Defective Property Conditions
An unsuspecting adult or child may be seriously hurt when a property owner fails to adequately maintain premises under its control. Defective conditions can include crumbling or missing steps, slippery floors, broken sidewalks, poorly maintained doors or windows, broken handrails, and loose tiles. The experienced premises liability attorneys of the Dean Law Firm represent individuals who have been injured on other people's property in Ocala and the surrounding area. Some of our clients also come from communities like Crystal River and The Villages.Hold Property Owners Accountable for Defective Conditions
All property owners in Florida are responsible for keeping their premises in a reasonably safe condition. This usually means that they must fix or warn of hazards on the property. Your ability to bring a lawsuit for injuries caused by defective conditions may hinge on your status as a visitor. Most people are classified as invitees, licensees, or trespassers.
Invitees are visitors to a building or area who are there for the commercial benefit of the property owner or occupier. They include patrons of retail stores, guests of a hotel, or diners at a restaurant. They are owed the highest level of care. Invitees must be protected from dangerous conditions, including those of which the owner or occupier did not actually know but should have known.
Licensees are visitors to a piece of property who are there for non-business purposes. For example, someone attending a birthday party at a friend’s house would be considered a licensee. Property owners must protect them against known dangerous conditions. For example, if a handrail is known to be broken, the licensee must be warned.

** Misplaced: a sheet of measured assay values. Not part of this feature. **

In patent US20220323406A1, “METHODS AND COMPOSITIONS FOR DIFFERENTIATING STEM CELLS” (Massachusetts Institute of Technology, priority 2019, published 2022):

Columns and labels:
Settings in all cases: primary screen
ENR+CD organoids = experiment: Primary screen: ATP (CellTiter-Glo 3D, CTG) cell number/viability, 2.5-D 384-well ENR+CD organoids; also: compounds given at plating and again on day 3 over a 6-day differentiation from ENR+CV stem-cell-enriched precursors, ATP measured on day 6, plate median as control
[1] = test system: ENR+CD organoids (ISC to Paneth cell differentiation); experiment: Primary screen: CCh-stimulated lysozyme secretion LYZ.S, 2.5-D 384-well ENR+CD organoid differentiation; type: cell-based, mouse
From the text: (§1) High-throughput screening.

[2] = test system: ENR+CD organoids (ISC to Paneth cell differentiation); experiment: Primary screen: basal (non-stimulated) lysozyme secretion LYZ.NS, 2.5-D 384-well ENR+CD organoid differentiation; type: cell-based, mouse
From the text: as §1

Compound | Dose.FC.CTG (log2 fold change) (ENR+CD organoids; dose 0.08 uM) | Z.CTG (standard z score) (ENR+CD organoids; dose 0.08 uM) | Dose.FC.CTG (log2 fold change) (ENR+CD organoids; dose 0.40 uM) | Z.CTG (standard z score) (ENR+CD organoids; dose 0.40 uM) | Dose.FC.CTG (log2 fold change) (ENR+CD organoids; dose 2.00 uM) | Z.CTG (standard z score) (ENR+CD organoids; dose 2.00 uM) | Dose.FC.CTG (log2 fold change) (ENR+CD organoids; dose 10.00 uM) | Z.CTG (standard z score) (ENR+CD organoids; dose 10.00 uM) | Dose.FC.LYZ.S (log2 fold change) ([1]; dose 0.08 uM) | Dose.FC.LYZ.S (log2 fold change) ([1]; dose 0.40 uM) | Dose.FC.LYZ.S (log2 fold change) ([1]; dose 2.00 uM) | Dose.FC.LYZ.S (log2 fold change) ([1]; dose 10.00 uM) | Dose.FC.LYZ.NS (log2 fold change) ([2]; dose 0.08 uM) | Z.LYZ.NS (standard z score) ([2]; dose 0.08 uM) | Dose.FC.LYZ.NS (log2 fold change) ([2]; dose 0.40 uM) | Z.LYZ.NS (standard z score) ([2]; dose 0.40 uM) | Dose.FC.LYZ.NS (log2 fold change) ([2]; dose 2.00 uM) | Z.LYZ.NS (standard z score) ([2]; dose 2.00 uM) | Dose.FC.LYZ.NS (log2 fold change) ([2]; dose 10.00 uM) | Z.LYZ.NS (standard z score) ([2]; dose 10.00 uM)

Trespassers are people who are on the property unlawfully. Owners or occupiers who are aware of them need only refrain from intentionally hurting them or acting with gross negligence. However, if the trespasser is a child, additional measures may be needed to protect him or her under the attractive nuisance doctrine. This rule may apply when children are likely to trespass in the area, and they are too young to understand the risk posed by something there that would appeal to them. For example, an open swimming pool may be a property condition from which unsuspecting children need to be protected.
If a property owner or occupier owes you a duty of care and breaches it, you may be able to sue for compensation. You would need to establish that the defendant failed to exercise appropriate care based on your visitor status, this failure caused your accident, and you incurred actual damages. When these elements are successfully established, you can potentially recover types of compensation like past and future medical expenses, lost wages and loss of earning capacity, and pain and suffering.
The statute of limitations for bringing a premises liability lawsuit is four years from the date of your accident. If you do not take legal action within this time, you likely will find that you cannot recover compensation.Ocala Attorneys Knowledgeable in Slip and Fall Cases
At the Dean Law Firm, we have proudly represented numerous people near Ocala who have been injured by slip and falls on the property of another individual or entity. Premises liability cases can be particularly challenging for plaintiffs in Florida, but we have substantial experience establishing the elements of these claims and asserting victims’ right to compensation. Call us at 352-387-8700 or contact us via our online form. We represent clients from throughout Florida, including in Marion, Sumter, Lake, Citrus, and Levy Counties.